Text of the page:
Goal 61 – Read all the books on my reading list
Harry Potter and the Deathly Hallows
J. K. Rowling
The Brothers Karamazov was such a slog (not that there’s anything wrong with that) that I thought I’d choose some lighter fare for my next book --how about a nice children's book, I thought. Boy, was I mistaken.
These poor kids (Harry, Ron and Hermione), after about the 53rd page or something, never get to sit down and eat a square meal. It’s just one damn thing after another. And they misunderstand each other a lot, and get mad at each other and stuff. That’s how it goes when you’re on a really dreadful trip. You know it’s a bad vacation when school looks like paradise. And when you keep running into big snakes.
And then poor Harry finds out close to the end (SPOILER ALERT—almost) that he has to essentially kill himself if he wants to kill You-Know-Who (for various reasons I won’t go into). Life’s a bitch, and then you die, is how the story seems to be going. It certainly does for a lot of the characters in this tome (759 pages). Rowling ratchets up the destruction factor about fiftyfold for this series finale.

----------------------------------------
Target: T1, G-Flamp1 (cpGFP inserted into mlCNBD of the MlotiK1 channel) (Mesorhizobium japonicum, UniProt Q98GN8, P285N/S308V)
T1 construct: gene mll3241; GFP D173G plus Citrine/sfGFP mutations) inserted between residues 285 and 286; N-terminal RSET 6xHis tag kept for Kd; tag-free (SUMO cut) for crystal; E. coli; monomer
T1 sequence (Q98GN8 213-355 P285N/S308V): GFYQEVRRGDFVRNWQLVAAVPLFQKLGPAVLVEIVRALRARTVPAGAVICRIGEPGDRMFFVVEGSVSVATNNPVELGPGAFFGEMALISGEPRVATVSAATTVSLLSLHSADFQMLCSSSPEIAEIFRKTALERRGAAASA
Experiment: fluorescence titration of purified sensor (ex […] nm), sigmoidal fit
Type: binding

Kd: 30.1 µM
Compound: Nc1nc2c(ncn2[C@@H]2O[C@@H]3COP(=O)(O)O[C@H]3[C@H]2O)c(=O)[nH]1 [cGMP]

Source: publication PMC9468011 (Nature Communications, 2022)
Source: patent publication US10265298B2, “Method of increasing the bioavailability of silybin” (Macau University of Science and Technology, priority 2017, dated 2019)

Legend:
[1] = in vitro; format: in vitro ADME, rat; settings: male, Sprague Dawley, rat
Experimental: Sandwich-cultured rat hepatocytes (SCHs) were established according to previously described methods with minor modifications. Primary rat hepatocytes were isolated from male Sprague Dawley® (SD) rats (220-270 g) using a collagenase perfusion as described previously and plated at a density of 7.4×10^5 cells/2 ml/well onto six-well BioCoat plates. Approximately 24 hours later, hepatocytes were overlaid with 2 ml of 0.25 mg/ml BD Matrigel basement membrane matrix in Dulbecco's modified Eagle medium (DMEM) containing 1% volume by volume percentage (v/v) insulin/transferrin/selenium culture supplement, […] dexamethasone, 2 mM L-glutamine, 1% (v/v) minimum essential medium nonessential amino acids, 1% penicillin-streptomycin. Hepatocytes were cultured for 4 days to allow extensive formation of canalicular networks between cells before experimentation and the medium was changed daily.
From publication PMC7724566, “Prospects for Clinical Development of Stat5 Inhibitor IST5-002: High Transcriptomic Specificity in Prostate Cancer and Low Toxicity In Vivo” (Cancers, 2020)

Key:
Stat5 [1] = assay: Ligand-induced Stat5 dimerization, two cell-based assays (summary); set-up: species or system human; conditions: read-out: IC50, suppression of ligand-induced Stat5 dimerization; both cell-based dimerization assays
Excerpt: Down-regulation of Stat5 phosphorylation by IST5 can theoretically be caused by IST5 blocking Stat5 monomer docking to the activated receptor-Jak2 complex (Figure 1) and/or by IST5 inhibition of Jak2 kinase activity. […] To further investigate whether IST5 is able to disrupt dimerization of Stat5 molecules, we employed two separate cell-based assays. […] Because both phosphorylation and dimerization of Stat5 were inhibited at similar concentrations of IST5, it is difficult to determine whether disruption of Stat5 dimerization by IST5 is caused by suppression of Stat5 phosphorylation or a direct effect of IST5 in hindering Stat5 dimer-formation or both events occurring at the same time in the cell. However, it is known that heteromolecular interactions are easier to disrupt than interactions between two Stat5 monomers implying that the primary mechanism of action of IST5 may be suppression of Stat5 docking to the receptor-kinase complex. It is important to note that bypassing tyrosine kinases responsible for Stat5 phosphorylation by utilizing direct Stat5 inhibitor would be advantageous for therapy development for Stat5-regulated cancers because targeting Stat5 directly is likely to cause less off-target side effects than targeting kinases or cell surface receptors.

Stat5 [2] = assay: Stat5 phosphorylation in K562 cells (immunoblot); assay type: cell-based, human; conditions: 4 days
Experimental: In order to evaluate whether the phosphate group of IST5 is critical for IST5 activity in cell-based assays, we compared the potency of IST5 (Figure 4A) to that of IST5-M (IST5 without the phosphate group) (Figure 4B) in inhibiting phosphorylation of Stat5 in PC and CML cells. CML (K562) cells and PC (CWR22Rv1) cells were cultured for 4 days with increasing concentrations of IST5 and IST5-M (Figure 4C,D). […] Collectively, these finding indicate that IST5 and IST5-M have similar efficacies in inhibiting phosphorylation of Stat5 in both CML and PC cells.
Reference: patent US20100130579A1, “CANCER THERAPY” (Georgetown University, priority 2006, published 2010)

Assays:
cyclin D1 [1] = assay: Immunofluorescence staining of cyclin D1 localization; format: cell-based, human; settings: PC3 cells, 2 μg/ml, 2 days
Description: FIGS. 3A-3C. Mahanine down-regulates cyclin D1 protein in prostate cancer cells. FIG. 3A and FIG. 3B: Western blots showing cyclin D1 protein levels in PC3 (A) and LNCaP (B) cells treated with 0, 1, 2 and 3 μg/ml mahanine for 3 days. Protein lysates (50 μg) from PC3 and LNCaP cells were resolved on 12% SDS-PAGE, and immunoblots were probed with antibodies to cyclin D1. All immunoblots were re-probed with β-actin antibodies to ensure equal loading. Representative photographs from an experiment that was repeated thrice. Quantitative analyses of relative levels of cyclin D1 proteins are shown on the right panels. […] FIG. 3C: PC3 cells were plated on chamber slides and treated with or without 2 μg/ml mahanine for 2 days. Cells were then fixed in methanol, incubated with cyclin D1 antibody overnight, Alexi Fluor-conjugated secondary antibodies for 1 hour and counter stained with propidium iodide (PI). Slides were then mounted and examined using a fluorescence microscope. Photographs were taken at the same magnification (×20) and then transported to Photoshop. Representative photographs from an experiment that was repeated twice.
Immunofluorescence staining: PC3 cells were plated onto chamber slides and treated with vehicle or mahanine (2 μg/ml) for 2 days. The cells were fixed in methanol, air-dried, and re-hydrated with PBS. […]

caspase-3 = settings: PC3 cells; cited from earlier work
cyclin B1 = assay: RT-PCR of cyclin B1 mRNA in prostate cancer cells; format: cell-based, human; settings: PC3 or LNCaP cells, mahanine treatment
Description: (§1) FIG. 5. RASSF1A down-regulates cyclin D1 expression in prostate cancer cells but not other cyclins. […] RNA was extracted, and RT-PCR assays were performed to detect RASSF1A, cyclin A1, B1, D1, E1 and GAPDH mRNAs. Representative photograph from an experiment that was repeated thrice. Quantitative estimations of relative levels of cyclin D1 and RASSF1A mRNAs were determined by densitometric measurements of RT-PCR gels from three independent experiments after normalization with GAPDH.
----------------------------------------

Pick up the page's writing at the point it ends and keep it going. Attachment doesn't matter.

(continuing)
Rowling really, really likes to write. There are a LOT of words in this book. And for me, some of the wallowing around in mundane wizardry (as opposed to the extraordinary kind) gets kind of boring. The last several of the series have gotten kind of bogged down in that respect --I was really not enjoying the big huge Quidditch tournament several books back (When will this be over, I was saying to myself)-- and also from the fact that poor Harry sits around in various states of anxiety and frustration for long stretches. When he's not slogging. That being said, Rowling has amazing imagination and vision. And the plots certainly pick up speed as you go along…these are some of the most exciting endings in literature. Really. Rowling sure comes through with some interesting existential situations for her little guy. This is not so much a children's book, I'm thinking (as I suppress my sobs).
I started the Potter series way back in 2002 or so when two of my daughters were moving to New York from down South, and I was helping them drive a big U-Haul full of stuff. We took turns driving, and those who weren't took turns reading The Sorcerer’s Stone. I found it extremely entertaining. I was bummed when we ran out of book before we ran out of road trip. When I broke my hand last year, it seemed like a good time to embark on the rest of the series. It was the only part of my recovery that I enjoyed. Well, except for the Percocet.
I’m glad I wasn’t on painkillers, though, when I read The Deathly Hallows—because it requires concentration. By the way, I thought the Deathly Hallows was a place, for some reason. It isn’t. I mean they aren't. I’m not going to tell what they are, either. (Not telling what happens to Harry, either.)